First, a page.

New Year, New Wine Merchant, Old Wine Country - four wines from the Georgian Wine Society

Georgia (the eastern European country, not the American state) is probably one of the first areas where wine was produced.  Archaeological remains suggest that as early as
4000 BCE grape juice was being placed in underground clay jars, or ‘Kvevri’, to ferment during the winter, a method of production which still continues, and has recently been adopted in Friuli in north eastern Italy by producers such as Josko Gravner, who indeed sources his clay jars from Georgia. 

Georgia reputedly has over 500 grape varieties growing, many unique to the country. Unique grapes create unique wines with fantastic character – the most popular red grape is saperavi (sometimes compared to Syrah or Tempranillo, but in my experience not quite like either or even both), and the most popular white grape is the rkatsiteli.  Saperavi is unusual in that it actually has a red juice - most red wines get all their colour from the pigments in the skins.

For many years, the bulk of Georgia's wine production was swallowed up by Russia, but there are now significant tensions between Russia and its former vassal, and Russia has banned imports of Georgian wine since 2006.  This has meant that Georgian wine producers have had to seek markets elsewhere, increasingly looking west.  I've had the opportunity to taste - and be impressed by - some Georgian wines before at trade shows, but not until recently has anyone started importing them.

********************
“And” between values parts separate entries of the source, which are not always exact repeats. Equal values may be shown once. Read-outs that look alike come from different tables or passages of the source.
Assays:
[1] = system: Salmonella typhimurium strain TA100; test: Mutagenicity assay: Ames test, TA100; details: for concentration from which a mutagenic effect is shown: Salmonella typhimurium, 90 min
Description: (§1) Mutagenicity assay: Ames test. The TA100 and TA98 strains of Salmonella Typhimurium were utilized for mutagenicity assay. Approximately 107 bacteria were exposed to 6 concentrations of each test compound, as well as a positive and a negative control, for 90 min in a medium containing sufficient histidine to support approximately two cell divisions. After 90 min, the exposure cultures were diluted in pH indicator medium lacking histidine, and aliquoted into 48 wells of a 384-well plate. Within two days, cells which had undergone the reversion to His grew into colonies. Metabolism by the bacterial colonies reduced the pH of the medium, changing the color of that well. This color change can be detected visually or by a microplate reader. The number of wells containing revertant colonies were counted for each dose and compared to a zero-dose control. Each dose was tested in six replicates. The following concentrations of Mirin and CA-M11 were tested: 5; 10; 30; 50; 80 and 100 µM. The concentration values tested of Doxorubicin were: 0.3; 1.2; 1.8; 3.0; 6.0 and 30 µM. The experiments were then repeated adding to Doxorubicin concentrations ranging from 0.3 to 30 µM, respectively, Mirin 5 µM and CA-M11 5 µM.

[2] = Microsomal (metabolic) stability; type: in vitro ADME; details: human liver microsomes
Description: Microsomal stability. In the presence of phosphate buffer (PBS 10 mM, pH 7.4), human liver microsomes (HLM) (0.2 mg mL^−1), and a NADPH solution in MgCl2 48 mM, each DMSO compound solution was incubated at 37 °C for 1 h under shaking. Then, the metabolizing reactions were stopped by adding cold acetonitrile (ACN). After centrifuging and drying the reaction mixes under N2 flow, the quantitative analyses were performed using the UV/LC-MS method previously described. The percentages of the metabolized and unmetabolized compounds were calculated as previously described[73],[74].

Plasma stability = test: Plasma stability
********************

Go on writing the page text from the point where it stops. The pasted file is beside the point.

This small selection comes from a new kid on the internet block, the seemingly inappropriately named Georgian Wine Society. Georgian and wine are clearly right, but I don't see where the society bit comes in. It's just another wine merchant. But the important thing is that there's now an additional source of some rather good Georgian wines.  And 10% of all The Georgian Wine Society's profits go towards helping Everychild's childcare programs in Georgia. 

These are all attractive, well-made wines that deserve to succeed.  I'm particularly impressed that alcohol levels are kept well in check: for such big, tasty flavours, you'd normally be looking at alcohol levels over 13% and as high as 15%.

Some further notes on other Georgian wines are available by clicking here.



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Last updated: 14 Jan 2010